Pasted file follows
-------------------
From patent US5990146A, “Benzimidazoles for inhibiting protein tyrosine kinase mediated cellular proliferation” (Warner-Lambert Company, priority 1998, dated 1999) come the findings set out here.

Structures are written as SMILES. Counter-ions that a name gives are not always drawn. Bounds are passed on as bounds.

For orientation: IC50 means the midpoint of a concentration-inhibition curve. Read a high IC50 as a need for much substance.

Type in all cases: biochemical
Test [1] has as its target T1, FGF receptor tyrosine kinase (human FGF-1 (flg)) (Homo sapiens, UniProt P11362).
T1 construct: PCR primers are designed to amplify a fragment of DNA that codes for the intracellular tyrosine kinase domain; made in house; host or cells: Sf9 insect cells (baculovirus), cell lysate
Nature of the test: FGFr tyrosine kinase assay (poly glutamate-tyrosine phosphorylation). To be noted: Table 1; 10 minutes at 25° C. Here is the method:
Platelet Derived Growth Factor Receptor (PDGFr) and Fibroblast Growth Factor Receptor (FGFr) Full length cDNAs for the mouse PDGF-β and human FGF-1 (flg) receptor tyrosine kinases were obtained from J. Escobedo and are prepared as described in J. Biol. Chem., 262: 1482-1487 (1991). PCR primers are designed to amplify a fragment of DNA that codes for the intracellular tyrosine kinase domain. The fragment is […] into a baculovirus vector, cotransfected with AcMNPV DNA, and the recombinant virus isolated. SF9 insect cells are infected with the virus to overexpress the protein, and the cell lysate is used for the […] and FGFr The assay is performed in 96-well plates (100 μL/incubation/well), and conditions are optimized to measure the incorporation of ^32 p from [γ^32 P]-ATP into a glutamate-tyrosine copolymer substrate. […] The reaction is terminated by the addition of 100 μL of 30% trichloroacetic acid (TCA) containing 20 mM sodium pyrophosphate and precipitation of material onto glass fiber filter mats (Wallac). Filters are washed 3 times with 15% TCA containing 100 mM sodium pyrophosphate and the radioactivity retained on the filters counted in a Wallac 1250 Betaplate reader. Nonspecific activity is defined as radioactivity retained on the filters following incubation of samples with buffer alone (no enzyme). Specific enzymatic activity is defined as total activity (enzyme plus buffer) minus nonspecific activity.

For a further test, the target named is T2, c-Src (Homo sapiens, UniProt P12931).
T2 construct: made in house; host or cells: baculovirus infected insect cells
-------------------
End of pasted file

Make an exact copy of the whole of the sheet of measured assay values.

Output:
From patent US5990146A, “Benzimidazoles for inhibiting protein tyrosine kinase mediated cellular proliferation” (Warner-Lambert Company, priority 1998, dated 1999) come the findings set out here.

Structures are written as SMILES. Counter-ions that a name gives are not always drawn. Bounds are passed on as bounds.

For orientation: IC50 means the midpoint of a concentration-inhibition curve. Read a high IC50 as a need for much substance.

Type in all cases: biochemical
Test [1] has as its target T1, FGF receptor tyrosine kinase (human FGF-1 (flg)) (Homo sapiens, UniProt P11362).
T1 construct: PCR primers are designed to amplify a fragment of DNA that codes for the intracellular tyrosine kinase domain; made in house; host or cells: Sf9 insect cells (baculovirus), cell lysate
Nature of the test: FGFr tyrosine kinase assay (poly glutamate-tyrosine phosphorylation). To be noted: Table 1; 10 minutes at 25° C. Here is the method:
Platelet Derived Growth Factor Receptor (PDGFr) and Fibroblast Growth Factor Receptor (FGFr) Full length cDNAs for the mouse PDGF-β and human FGF-1 (flg) receptor tyrosine kinases were obtained from J. Escobedo and are prepared as described in J. Biol. Chem., 262: 1482-1487 (1991). PCR primers are designed to amplify a fragment of DNA that codes for the intracellular tyrosine kinase domain. The fragment is […] into a baculovirus vector, cotransfected with AcMNPV DNA, and the recombinant virus isolated. SF9 insect cells are infected with the virus to overexpress the protein, and the cell lysate is used for the […] and FGFr The assay is performed in 96-well plates (100 μL/incubation/well), and conditions are optimized to measure the incorporation of ^32 p from [γ^32 P]-ATP into a glutamate-tyrosine copolymer substrate. […] The reaction is terminated by the addition of 100 μL of 30% trichloroacetic acid (TCA) containing 20 mM sodium pyrophosphate and precipitation of material onto glass fiber filter mats (Wallac). Filters are washed 3 times with 15% TCA containing 100 mM sodium pyrophosphate and the radioactivity retained on the filters counted in a Wallac 1250 Betaplate reader. Nonspecific activity is defined as radioactivity retained on the filters following incubation of samples with buffer alone (no enzyme). Specific enzymatic activity is defined as total activity (enzyme plus buffer) minus nonspecific activity.

For a further test, the target named is T2, c-Src (Homo sapiens, UniProt P12931).
T2 construct: made in house; host or cells: baculovirus infected insect cells